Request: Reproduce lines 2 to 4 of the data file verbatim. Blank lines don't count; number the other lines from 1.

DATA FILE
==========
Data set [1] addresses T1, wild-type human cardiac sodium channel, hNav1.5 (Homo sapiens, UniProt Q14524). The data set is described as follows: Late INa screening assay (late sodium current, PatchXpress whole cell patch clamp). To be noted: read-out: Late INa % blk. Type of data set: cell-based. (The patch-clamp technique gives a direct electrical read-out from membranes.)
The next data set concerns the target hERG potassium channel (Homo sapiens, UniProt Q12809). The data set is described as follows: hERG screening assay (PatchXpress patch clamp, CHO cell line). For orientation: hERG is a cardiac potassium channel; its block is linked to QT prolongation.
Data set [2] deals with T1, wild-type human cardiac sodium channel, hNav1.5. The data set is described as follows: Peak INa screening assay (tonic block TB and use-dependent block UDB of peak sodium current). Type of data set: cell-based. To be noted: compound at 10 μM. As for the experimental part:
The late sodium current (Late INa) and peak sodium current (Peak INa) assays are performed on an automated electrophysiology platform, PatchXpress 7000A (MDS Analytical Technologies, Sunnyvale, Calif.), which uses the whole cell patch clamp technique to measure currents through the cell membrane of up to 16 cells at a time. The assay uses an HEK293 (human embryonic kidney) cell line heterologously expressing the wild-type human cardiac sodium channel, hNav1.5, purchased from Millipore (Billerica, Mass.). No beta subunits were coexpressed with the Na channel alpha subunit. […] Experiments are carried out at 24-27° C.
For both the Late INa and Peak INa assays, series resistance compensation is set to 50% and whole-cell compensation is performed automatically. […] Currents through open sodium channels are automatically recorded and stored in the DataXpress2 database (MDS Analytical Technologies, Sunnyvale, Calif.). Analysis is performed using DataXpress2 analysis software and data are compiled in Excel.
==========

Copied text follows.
The next data set concerns the target hERG potassium channel (Homo sapiens, UniProt Q12809). The data set is described as follows: hERG screening assay (PatchXpress patch clamp, CHO cell line). For orientation: hERG is a cardiac potassium channel; its block is linked to QT prolongation.
Data set [2] deals with T1, wild-type human cardiac sodium channel, hNav1.5. The data set is described as follows: Peak INa screening assay (tonic block TB and use-dependent block UDB of peak sodium current). Type of data set: cell-based. To be noted: compound at 10 μM. As for the experimental part:
The late sodium current (Late INa) and peak sodium current (Peak INa) assays are performed on an automated electrophysiology platform, PatchXpress 7000A (MDS Analytical Technologies, Sunnyvale, Calif.), which uses the whole cell patch clamp technique to measure currents through the cell membrane of up to 16 cells at a time. The assay uses an HEK293 (human embryonic kidney) cell line heterologously expressing the wild-type human cardiac sodium channel, hNav1.5, purchased from Millipore (Billerica, Mass.). No beta subunits were coexpressed with the Na channel alpha subunit. […] Experiments are carried out at 24-27° C.